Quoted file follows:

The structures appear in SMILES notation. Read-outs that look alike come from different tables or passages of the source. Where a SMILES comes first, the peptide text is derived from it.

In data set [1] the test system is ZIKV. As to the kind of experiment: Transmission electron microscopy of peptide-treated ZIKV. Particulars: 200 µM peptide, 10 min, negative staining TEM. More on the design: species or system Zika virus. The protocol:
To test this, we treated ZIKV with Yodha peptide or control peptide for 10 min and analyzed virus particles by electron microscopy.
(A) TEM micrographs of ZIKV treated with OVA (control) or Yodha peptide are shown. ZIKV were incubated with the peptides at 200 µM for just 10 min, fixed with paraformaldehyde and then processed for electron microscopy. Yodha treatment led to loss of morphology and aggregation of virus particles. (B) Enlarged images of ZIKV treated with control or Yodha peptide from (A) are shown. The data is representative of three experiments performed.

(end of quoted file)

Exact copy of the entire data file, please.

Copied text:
The structures appear in SMILES notation. Read-outs that look alike come from different tables or passages of the source. Where a SMILES comes first, the peptide text is derived from it.

In data set [1] the test system is ZIKV. As to the kind of experiment: Transmission electron microscopy of peptide-treated ZIKV. Particulars: 200 µM peptide, 10 min, negative staining TEM. More on the design: species or system Zika virus. The protocol:
To test this, we treated ZIKV with Yodha peptide or control peptide for 10 min and analyzed virus particles by electron microscopy.
(A) TEM micrographs of ZIKV treated with OVA (control) or Yodha peptide are shown. ZIKV were incubated with the peptides at 200 µM for just 10 min, fixed with paraformaldehyde and then processed for electron microscopy. Yodha treatment led to loss of morphology and aggregation of virus particles. (B) Enlarged images of ZIKV treated with control or Yodha peptide from (A) are shown. The data is representative of three experiments performed.